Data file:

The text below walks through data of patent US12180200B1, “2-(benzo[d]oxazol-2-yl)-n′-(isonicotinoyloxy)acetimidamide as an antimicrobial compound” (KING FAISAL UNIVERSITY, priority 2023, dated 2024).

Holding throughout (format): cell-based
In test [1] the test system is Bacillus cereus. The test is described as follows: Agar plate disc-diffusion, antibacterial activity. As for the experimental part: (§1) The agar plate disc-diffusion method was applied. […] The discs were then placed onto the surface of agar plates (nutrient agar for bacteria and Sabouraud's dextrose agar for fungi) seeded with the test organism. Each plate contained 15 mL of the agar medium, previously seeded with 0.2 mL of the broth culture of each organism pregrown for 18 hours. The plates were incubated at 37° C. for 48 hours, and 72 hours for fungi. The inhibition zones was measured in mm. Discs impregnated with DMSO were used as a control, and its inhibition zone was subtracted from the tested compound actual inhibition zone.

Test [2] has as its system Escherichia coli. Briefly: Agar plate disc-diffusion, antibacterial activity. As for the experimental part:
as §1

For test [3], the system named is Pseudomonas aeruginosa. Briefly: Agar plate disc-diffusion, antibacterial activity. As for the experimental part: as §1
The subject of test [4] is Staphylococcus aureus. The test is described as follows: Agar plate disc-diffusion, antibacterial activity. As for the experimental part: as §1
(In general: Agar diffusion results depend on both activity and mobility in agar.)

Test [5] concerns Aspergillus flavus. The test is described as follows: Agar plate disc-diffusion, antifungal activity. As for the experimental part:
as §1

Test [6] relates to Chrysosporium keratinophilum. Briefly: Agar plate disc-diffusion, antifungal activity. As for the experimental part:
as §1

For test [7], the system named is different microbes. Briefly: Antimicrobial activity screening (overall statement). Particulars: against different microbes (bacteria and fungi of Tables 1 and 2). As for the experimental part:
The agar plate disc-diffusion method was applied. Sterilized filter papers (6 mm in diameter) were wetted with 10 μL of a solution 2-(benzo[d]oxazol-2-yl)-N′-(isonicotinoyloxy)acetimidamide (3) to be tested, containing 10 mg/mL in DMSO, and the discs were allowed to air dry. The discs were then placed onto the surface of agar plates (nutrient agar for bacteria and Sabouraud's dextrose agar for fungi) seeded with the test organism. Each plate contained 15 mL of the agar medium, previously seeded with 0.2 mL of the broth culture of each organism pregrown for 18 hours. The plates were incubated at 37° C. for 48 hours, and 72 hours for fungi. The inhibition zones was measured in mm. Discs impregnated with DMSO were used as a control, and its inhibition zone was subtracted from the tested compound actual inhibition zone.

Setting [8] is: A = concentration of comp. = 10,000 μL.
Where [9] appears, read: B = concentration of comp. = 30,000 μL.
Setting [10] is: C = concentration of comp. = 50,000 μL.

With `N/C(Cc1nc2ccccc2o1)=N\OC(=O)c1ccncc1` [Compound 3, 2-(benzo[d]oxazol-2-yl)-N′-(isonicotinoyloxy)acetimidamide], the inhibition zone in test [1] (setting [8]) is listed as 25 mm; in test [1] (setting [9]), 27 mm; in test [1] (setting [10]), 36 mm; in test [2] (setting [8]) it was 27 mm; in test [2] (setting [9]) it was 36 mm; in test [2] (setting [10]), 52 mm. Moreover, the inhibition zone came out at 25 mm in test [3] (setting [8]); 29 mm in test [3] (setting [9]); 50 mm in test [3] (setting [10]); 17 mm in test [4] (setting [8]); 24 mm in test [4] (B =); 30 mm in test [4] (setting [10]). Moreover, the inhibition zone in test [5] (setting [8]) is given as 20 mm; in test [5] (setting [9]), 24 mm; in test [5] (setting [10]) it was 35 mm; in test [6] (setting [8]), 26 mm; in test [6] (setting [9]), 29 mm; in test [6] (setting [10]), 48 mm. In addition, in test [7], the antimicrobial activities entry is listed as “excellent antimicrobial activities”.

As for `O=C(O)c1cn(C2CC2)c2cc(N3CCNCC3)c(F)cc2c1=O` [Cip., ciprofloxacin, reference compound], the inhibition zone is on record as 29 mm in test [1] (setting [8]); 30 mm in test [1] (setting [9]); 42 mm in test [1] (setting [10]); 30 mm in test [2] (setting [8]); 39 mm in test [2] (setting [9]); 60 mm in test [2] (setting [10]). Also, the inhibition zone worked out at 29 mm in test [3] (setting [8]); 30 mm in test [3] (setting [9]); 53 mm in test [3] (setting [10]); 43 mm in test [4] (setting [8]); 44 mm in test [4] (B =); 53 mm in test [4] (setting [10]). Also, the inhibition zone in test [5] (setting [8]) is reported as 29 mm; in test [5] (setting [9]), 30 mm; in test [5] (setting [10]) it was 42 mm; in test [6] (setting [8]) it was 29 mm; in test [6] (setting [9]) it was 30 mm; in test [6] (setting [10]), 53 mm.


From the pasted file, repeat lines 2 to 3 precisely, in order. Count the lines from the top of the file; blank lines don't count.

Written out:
Holding throughout (format): cell-based
In test [1] the test system is Bacillus cereus. The test is described as follows: Agar plate disc-diffusion, antibacterial activity. As for the experimental part: (§1) The agar plate disc-diffusion method was applied. […] The discs were then placed onto the surface of agar plates (nutrient agar for bacteria and Sabouraud's dextrose agar for fungi) seeded with the test organism. Each plate contained 15 mL of the agar medium, previously seeded with 0.2 mL of the broth culture of each organism pregrown for 18 hours. The plates were incubated at 37° C. for 48 hours, and 72 hours for fungi. The inhibition zones was measured in mm. Discs impregnated with DMSO were used as a control, and its inhibition zone was subtracted from the tested compound actual inhibition zone.